[Ip-health] Open letter to the Co-Chairs of the UNSG's High Level Panel on Access to Medicines

Andrea Carolina Reyes Rojas subdireccion at mision-salud.org
Tue Jul 12 13:41:45 PDT 2016



Presented by the Colombian civil society organizations: CIMUN, Ifarma
Foundation, and Misión Salud
Bogotá, Colombia 30th June, 2016

Dear Co-Chairs

Ruth Dreifuss
Festus Gontebanye Mogae

We extend our best wishes to all members of the United Nations
Secretary-General’s High-Level Panel (HLP) on Access to Medicines, and to
the international community actively engaged in the process, for the
success of the ongoing efforts aimed at finalizing the HLP report. We would
appreciate if this letter could be shared with all the High-Level Panel

We acknowledge the importance of the mandate of the HLP and hope the report
will recognize and address the well-known failures of the current
biomedical R&D model based on monopoly high prices. This current system has
failed to deliver affordable and urgently needed innovation, and has caused
incalculable harm on people's health and wellbeing around the world.

It is important for us to offer for your consideration, and for the
consideration of the UN Secretary-General and UN Member States, a brief
report on the specific situation we are currently facing in Colombia with
regard to access to affordable medicines. This situation reflects both the
urgent need for global governmental action that favors the human right to
health as well as the need for strategies to address the pressure interests
preventing governments and civil society from increasing access to
affordable medicines using well-recognized and established legal

Imatinib is a life-saving leukemia drug on the World Health Organization’s
Essential Medicines List. The drug is marketed by Novartis in Colombia,
under the name Glivec®, at a price roughly double the average citizen’s
income per year. Given the high price of the drug and the immense burdens
the price places on the health system, in November 2014 the undersigned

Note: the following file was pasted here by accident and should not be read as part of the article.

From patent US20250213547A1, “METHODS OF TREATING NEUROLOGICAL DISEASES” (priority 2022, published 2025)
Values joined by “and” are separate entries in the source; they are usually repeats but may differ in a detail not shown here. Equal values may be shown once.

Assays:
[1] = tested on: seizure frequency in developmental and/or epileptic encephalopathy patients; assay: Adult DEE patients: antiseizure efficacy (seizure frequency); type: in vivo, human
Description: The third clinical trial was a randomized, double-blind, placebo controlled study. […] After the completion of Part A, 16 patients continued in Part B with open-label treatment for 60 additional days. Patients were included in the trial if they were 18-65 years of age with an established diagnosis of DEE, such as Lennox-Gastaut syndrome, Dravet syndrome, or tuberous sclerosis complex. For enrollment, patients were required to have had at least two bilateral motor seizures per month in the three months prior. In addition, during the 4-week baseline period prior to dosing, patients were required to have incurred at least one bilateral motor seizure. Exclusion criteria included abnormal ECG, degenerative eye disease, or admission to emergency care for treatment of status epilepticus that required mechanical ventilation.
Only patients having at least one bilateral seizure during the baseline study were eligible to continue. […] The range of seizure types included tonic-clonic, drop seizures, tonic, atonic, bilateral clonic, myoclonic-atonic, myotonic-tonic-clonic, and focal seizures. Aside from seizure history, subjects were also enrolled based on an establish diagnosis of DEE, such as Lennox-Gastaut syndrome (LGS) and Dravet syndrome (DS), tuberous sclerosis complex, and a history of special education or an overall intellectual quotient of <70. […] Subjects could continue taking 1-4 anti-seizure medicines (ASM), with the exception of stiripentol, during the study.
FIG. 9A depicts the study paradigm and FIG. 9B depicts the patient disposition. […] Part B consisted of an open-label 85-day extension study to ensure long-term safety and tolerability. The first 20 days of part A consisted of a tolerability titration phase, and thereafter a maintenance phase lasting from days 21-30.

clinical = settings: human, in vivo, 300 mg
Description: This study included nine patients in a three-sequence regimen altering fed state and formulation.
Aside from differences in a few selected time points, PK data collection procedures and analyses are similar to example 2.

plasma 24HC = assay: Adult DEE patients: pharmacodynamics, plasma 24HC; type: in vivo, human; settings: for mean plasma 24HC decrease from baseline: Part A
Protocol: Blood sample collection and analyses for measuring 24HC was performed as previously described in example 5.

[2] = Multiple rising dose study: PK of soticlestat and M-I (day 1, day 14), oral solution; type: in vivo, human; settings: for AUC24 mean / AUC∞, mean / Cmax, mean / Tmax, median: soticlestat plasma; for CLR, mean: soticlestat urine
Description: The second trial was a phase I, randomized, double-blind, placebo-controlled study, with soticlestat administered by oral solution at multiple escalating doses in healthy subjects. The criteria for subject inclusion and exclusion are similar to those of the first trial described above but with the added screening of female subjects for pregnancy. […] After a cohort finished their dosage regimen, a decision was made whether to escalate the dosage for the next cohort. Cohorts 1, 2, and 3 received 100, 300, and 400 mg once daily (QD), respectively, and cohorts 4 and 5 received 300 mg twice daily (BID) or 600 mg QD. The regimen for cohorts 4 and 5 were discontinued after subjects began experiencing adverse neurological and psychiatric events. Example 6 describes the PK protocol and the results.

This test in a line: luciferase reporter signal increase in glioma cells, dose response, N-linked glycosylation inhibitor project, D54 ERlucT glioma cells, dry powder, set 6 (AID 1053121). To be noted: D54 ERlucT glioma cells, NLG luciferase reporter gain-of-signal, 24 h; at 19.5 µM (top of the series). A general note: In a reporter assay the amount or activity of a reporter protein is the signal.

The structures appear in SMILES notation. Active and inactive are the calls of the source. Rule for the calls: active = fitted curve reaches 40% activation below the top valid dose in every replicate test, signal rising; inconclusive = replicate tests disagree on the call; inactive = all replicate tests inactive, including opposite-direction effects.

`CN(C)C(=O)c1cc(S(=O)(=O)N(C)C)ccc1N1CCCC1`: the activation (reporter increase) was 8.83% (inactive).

organizations requested that the Ministry of Health (MOH) of Colombia issue
a compulsory licence on imatinib in order to facilitate the entry of
affordable generic alternatives into the market and reduce the price of
Glivec®. After 15 months of a laborious process, the MOH acknowledged, in
Resolution 2475 of 2016, that affordable access to imatinib is a matter of
public interest in Colombia — a procedural pathway to proceed to a
compulsory license.

Nevertheless, there has been and still remains enormous pressure from
several developed countries, from multinational pharmaceutical companies
and even from Colombian trade authorities trying to block the public
interest declaration and the issuance of the compulsory license. During the
process leading to the public interest declaration, the Ministry of Health
of Colombia received communications from the State Secretariat for Economic
Affairs (SECO) of the Swiss Confederation, from officials of Colombian
embassy in United States after meetings with U.S. Senate staff and the
Unites State Trade Representative, from officials from the Colombian Patent
Office, from Novartis Colombia and from Novartis International A.G.,
attempting to both misinform and dissuade the Government of Colombia from
granting a compulsory license. The pressure included factual inaccuracies,
distortions of international trade and intellectual property rules, threats
of dispute settlement claims and even implied or perhaps explicit threats
to suspend promised United States funding for the Colombian peace process
via the “Paz Colombia” initiative if the compulsory license process were to
proceed, as was widely reported following the leak of several memos from
officials of the Colombian Embassy in the United States.

We are now waiting and hoping for Resolution 2475 to enter into force in
order to proceed with the compulsory license procedure before the Patent
Office of Colombia. Nonetheless, there are strong reasons to fear that at